In this case, safety is the driving concern. Logging has the single highest fatality rate of any industry in America, and it's one of the most dangerous industries internationally. Automation could reduce workplace accidents.
Einride, based in Stockholm, is the startup behind the logging truck prototype, which looks like a cross between a big rig and Stormtrooper. All-electric, it has a range of about 120 miles on a charge and can travel about 50 mph fully loaded (it travels significantly slower than that in the forest).
"With the T-log, we've created a vehicle that can withstand the rigors of a demanding environment. It is uncharted territory for us, but also an enormous market for battery-powered [autonomous vehicles]," said Robert Falck, CEO of Einride, during a presentation.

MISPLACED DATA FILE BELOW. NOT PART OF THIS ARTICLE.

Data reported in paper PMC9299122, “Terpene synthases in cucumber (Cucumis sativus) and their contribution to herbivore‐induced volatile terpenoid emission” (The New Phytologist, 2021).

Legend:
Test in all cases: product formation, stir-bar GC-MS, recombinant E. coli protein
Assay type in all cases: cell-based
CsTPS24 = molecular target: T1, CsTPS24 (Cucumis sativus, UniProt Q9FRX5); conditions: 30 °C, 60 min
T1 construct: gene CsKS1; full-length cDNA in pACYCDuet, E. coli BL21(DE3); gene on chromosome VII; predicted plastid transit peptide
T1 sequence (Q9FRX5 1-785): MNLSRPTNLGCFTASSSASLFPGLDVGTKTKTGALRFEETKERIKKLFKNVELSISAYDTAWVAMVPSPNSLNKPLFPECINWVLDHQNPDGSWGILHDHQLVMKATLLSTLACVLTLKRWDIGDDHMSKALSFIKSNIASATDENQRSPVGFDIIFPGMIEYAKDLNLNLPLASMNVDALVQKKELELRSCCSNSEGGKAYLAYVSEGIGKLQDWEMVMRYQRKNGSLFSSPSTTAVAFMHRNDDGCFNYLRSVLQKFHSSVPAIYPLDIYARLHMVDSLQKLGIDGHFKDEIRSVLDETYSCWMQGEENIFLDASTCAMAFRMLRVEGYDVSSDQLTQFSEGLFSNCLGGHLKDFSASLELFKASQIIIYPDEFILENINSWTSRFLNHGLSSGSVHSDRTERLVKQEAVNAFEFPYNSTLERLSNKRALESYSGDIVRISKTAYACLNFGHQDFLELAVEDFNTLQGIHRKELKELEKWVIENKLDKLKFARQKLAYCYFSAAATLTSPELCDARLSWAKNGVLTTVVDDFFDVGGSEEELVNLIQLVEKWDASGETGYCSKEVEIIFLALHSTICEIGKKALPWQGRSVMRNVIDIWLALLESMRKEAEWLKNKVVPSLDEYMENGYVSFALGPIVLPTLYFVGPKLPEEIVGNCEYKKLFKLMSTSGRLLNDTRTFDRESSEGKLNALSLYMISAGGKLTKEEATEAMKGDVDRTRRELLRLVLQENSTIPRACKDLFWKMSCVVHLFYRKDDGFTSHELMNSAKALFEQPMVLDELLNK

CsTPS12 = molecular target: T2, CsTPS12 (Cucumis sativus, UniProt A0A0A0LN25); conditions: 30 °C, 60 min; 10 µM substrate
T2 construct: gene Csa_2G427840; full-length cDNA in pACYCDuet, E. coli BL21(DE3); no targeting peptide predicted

Einride is using NVIDIA's DRIVE self-driving platform. It can operate autonomously or can be controlled via a remote teleoperator.
"It has no driver's cab but can be remote-controlled by a human operator from hundreds of miles away using Phantom Auto teleoperation safety technology designed to provide robust, minimal latency telecommunications even with 4G," according to Einride.
The elimination of a driver's cab has allowed Einride to keep size down, a crucial consideration for an all-electric vehicle hauling heavy loads.
"No driver's cab enables a smaller vehicle, increased loading capacity, greater flexibility, lower production costs, lower operating costs and optimized energy consumption, allowing the T-log to run solely on batteries, even in difficult environments."
We'll continue tracking the spread of driverless automation across a variety of off-the-radar industries, where its impact is likely to be felt sooner than it will be in most consumer markets.